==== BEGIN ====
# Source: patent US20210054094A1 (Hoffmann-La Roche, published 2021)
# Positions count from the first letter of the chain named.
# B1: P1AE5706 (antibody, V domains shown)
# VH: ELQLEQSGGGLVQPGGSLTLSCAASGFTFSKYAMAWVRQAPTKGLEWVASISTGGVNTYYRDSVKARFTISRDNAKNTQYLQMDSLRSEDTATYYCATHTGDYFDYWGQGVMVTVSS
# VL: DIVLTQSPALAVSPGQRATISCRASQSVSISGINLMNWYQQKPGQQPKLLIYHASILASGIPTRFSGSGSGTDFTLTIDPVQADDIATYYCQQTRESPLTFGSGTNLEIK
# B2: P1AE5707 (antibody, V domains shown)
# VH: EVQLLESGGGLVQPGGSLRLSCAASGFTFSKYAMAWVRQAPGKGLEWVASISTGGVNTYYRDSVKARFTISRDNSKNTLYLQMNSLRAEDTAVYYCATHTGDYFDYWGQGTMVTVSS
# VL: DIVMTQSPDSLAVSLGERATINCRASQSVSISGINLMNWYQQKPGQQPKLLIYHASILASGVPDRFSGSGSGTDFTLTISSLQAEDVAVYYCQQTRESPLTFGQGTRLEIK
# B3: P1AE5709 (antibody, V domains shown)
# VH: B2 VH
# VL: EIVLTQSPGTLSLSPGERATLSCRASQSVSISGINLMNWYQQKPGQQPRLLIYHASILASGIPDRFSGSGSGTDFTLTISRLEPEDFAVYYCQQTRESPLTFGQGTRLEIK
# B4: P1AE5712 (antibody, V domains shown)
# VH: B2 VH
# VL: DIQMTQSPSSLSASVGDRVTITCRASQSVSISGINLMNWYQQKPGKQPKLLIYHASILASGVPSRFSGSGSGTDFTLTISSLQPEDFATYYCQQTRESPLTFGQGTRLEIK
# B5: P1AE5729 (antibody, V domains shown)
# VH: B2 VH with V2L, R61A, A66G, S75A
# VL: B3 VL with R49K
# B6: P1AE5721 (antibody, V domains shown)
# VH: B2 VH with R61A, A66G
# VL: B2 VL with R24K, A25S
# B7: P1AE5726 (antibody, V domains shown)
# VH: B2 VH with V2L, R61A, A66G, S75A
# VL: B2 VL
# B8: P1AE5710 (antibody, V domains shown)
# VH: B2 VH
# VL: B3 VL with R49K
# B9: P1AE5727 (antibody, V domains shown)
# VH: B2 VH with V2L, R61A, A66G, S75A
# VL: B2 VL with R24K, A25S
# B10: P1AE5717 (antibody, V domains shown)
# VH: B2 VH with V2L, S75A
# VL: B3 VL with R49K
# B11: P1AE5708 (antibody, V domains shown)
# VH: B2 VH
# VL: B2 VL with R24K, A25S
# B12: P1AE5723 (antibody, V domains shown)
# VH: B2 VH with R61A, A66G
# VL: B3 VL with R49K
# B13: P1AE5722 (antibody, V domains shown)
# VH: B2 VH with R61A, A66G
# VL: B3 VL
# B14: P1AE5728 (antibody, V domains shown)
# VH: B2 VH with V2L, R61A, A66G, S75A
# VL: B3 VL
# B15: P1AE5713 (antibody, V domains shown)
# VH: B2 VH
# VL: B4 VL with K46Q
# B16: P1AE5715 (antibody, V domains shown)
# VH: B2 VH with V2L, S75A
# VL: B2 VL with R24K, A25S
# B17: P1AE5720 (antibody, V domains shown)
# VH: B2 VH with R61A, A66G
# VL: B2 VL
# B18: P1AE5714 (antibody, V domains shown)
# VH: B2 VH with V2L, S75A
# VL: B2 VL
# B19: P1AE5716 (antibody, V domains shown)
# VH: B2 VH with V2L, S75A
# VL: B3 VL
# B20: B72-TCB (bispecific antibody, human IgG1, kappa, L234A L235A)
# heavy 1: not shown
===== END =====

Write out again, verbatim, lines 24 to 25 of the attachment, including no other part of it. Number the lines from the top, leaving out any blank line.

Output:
# B8: P1AE5710 (antibody, V domains shown)
# VH: B2 VH